No Image Available


Read more from TrainingZone

googletag.cmd.push(function() { googletag.display(‘div-gpt-ad-1705321608055-0’); });

Evaluating the impact of training?!


I am trying to find examples of ways of evaluating the impact of training, as a way of justifying the increasing budget. Does anyone have any thoughts on this, how it can be done and what are supporting arguements.

Many thanks

Ben Morris
Ben Morris

5 Responses

  1. No simple solution
    This is always a tricky question. ‘Happy sheets’ do not give the type of arguments that you are looking for. My approach has always been to speak to each of the senior managers individually and ascertain what he/she sees as the desirable outcomes and changes from the training. You also need to try to assess the ‘cost’ of the problem (re-work, scrap, extended leadtime, overdues, complaints, etc.) Once you have this information you can then look at what you need to address and how to present your data and results. Good luck. Jenny (CompAir)

  2. Get the learners to do it…
    Seriously … Build time into the programme for the learners to set their individual learning goals and then to work out a means of measuring their achievement of them (SMART objectives work well). This should also include examples of how they have transferred (or not) the learning to their work.
    This will: identify if the learning programme achieved their aims (not yours); whether it was practical and applicable; whether the organisation assisted or prevented the learning being used.
    All you need to organise is a mechanism to feed this back to the trainers and the line managers involved.

  3. Effectiveness of training etc
    My approach is to set up the happy sheet at the beginning… though not the usual tick sheet.

    2 aspects –
    What are the OUTCOMES as opposed to outputs of the intervention – get them sorted – robustly and rigorously.

    Have some form of analogue tracking device against various criteria relevant to the intervention where it is more than a one-off sheep dip. (or even when it is a day course)

    This way you can track any strategic drift rather than find out at the end you’ve got lost in a fog.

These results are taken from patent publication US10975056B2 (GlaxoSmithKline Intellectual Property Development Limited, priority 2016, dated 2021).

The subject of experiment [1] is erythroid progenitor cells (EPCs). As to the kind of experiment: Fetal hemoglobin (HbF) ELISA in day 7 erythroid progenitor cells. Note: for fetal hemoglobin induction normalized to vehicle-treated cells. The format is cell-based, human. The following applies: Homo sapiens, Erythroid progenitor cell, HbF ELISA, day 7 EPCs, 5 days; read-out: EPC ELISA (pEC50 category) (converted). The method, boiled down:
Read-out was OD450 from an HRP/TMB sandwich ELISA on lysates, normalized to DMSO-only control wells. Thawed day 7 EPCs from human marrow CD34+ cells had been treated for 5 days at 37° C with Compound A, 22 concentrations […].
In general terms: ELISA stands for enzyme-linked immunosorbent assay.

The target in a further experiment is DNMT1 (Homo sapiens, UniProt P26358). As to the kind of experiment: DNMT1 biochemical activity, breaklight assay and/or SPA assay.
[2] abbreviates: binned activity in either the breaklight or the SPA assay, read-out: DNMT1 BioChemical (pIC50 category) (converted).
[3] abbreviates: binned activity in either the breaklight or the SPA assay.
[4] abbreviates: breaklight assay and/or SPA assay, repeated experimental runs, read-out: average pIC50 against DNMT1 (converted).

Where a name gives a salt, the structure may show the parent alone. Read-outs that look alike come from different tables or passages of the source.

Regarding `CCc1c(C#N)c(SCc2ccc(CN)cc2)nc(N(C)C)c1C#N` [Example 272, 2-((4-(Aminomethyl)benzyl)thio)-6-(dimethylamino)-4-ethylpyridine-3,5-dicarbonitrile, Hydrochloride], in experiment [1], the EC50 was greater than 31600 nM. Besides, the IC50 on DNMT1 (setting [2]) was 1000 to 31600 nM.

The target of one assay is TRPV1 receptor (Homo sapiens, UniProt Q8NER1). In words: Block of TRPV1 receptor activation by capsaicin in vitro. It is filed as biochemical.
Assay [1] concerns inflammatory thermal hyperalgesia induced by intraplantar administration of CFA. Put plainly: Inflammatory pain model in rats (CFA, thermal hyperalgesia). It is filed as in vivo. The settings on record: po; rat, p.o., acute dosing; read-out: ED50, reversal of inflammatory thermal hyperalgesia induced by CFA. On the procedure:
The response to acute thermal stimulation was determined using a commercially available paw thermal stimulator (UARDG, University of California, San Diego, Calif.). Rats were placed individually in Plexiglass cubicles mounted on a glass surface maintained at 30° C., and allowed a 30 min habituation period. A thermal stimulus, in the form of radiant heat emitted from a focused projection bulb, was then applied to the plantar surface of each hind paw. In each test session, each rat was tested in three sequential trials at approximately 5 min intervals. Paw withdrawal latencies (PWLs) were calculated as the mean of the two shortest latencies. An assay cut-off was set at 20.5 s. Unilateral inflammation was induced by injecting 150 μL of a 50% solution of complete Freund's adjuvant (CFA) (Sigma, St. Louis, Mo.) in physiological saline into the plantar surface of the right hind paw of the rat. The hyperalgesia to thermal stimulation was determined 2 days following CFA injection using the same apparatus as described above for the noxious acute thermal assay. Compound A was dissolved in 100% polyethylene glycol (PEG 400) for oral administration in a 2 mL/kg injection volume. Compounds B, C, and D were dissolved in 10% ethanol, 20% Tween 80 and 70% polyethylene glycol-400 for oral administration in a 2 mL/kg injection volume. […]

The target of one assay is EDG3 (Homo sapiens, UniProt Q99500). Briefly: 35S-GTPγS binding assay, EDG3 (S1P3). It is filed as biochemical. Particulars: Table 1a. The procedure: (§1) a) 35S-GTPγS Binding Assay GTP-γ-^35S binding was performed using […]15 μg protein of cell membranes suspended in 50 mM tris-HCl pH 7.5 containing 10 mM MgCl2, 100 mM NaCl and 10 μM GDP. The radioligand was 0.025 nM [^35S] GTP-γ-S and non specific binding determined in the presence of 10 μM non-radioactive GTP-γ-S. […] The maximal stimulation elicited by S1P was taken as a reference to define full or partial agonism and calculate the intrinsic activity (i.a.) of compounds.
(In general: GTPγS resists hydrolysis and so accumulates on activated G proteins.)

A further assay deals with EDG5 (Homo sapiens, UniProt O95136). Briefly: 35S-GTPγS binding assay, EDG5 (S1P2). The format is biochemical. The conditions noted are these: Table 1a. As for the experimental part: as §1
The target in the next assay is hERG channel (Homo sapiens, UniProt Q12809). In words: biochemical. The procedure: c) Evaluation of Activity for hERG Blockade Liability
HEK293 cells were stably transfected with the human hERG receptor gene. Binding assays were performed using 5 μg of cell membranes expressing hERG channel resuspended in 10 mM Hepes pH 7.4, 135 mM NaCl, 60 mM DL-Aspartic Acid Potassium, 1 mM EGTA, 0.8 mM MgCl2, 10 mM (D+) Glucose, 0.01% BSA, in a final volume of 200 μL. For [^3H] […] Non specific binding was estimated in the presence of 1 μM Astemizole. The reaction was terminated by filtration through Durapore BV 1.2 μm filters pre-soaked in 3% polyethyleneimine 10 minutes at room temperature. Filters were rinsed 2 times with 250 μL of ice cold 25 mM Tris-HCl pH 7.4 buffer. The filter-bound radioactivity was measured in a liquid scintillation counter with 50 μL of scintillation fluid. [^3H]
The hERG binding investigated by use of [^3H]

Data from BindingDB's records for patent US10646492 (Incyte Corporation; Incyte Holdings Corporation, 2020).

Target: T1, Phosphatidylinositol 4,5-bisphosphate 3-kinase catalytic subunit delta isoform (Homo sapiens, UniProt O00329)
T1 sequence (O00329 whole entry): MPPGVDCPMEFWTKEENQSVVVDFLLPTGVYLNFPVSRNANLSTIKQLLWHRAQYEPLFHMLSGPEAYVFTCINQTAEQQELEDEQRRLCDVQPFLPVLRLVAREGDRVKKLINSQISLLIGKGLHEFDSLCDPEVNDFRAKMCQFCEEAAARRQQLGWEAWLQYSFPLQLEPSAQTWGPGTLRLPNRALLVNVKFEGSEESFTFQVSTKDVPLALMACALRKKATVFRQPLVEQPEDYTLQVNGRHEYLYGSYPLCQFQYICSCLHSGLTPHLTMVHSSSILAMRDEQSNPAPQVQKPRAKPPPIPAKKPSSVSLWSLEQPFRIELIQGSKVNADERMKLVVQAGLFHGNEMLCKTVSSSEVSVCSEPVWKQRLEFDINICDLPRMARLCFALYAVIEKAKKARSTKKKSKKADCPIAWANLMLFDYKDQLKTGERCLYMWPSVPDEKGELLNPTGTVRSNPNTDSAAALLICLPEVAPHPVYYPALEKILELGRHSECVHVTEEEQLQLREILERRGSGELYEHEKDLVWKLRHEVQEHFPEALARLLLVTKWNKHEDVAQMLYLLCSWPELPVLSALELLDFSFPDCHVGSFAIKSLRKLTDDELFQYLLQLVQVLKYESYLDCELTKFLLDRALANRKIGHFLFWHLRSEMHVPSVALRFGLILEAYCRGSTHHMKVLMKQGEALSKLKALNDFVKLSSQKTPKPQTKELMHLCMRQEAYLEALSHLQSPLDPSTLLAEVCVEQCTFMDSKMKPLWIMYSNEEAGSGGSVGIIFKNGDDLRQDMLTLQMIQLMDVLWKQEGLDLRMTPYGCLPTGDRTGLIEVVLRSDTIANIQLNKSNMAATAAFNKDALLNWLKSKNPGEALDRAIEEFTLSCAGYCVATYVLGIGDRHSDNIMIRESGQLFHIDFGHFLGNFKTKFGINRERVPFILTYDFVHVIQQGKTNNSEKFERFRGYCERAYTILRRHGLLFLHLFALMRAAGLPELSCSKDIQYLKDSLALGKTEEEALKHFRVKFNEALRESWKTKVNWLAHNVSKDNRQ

Steve Gorton
    Enabling Development

  4. Look at a range of approaches
    You need to be looking at the purpose of the evaluation and the criteria you use to identify success.

    If you are looking for more funding you need to consider different levels of evaluation. There are a number of models but the following is a reasonable summary:

    Reactions – were participants satisfied – did they get what they felt they needed? The criteria is subjective and relates to learners perceptions. Methods include questionnaires, verbal feedback, games etc.

    Learning – did the participants achieve the objectives of the programme. The criteria is objective and this can be assessed at the end of the programme. Methods include practical, written or verbal testing in the form of case studies, exercises or quizes.

    Application to the effectiveness of the participant’s work – A review by the participant hopefully in discussion with their line manager, or by the manager, or by some objective measure, some time after the training event will enable you to identify whether learning has transfered to work. Easily measured in some industries less easy in others.

    This is more useful in making a business case for training but is more difficult to do because it involves the line managers who may feel this is an extra and unnecessary pressure. It works well if managers have identified the need for training and the effect training should have on the outcomes of their part of the organisation.

    Appilcation to the effectiveness of the team/department – This is a development of the above and requires a review of the effect of the newly developed skills and knowledge on the effectiveness of the whole team. Managers need to be involved in the TNA and Review process.

    Finally there is the level of ultimate value – cost/ benefit analysis. Some one else has asked the question and received a useful answer so I’ll leave it there!

  5. Impact Evaluation by building evaluation criteria into your trai
    I think the nearest complete solution is to build your training management system around what you are trying to achieve.

    In brief- you take a recognised four level evaluation system such as Kirkpatrick – reverse the order to start with results or benefits to the organisation and decide at the outset, before any training is designed or purchased what you are seeking to achieve. Next step is to decide what behaviour you want to change ie ‘what can’t your people do now which you want them to do’ You then have to decide what evidence you would accept as being proof of behaviour change and benefits to the organisation. These become your impact measures. The system is an excellent way of involving operational managers in training.

    To go through the system in detail would take some time, but please ring me on 0113 2676845 and I would be happy to talk you through it

    Tony Morris


Get the latest from TrainingZone.

Elevate your L&D expertise by subscribing to TrainingZone’s newsletter! Get curated insights, premium reports, and event updates from industry leaders.


Thank you!